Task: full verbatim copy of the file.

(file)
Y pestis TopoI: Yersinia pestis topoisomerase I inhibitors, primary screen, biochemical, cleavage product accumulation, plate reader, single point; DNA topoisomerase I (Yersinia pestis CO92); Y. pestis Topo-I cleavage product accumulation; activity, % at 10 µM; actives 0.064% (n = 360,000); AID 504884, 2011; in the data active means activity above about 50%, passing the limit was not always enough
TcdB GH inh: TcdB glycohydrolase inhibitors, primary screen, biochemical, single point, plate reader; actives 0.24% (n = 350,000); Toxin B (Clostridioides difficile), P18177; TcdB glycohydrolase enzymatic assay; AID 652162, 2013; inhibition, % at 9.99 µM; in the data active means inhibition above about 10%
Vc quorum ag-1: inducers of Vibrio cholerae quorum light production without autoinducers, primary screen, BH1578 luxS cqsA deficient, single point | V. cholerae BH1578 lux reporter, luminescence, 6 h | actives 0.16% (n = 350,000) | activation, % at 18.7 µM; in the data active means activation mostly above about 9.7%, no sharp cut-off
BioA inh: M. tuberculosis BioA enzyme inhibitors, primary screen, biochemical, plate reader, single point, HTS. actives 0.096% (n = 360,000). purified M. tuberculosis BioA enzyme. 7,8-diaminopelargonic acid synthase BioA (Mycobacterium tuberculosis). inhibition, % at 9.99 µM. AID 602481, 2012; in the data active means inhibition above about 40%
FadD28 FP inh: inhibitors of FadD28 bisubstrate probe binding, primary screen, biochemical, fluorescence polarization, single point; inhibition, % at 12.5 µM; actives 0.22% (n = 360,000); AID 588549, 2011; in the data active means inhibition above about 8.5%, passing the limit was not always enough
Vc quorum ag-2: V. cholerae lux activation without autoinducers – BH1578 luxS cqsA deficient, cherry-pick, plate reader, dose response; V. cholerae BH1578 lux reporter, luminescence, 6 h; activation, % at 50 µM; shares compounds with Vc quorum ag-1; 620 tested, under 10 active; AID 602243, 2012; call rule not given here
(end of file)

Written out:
Y pestis TopoI: Yersinia pestis topoisomerase I inhibitors, primary screen, biochemical, cleavage product accumulation, plate reader, single point; DNA topoisomerase I (Yersinia pestis CO92); Y. pestis Topo-I cleavage product accumulation; activity, % at 10 µM; actives 0.064% (n = 360,000); AID 504884, 2011; in the data active means activity above about 50%, passing the limit was not always enough
TcdB GH inh: TcdB glycohydrolase inhibitors, primary screen, biochemical, single point, plate reader; actives 0.24% (n = 350,000); Toxin B (Clostridioides difficile), P18177; TcdB glycohydrolase enzymatic assay; AID 652162, 2013; inhibition, % at 9.99 µM; in the data active means inhibition above about 10%
Vc quorum ag-1: inducers of Vibrio cholerae quorum light production without autoinducers, primary screen, BH1578 luxS cqsA deficient, single point | V. cholerae BH1578 lux reporter, luminescence, 6 h | actives 0.16% (n = 350,000) | activation, % at 18.7 µM; in the data active means activation mostly above about 9.7%, no sharp cut-off
BioA inh: M. tuberculosis BioA enzyme inhibitors, primary screen, biochemical, plate reader, single point, HTS. actives 0.096% (n = 360,000). purified M. tuberculosis BioA enzyme. 7,8-diaminopelargonic acid synthase BioA (Mycobacterium tuberculosis). inhibition, % at 9.99 µM. AID 602481, 2012; in the data active means inhibition above about 40%
FadD28 FP inh: inhibitors of FadD28 bisubstrate probe binding, primary screen, biochemical, fluorescence polarization, single point; inhibition, % at 12.5 µM; actives 0.22% (n = 360,000); AID 588549, 2011; in the data active means inhibition above about 8.5%, passing the limit was not always enough
Vc quorum ag-2: V. cholerae lux activation without autoinducers – BH1578 luxS cqsA deficient, cherry-pick, plate reader, dose response; V. cholerae BH1578 lux reporter, luminescence, 6 h; activation, % at 50 µM; shares compounds with Vc quorum ag-1; 620 tested, under 10 active; AID 602243, 2012; call rule not given here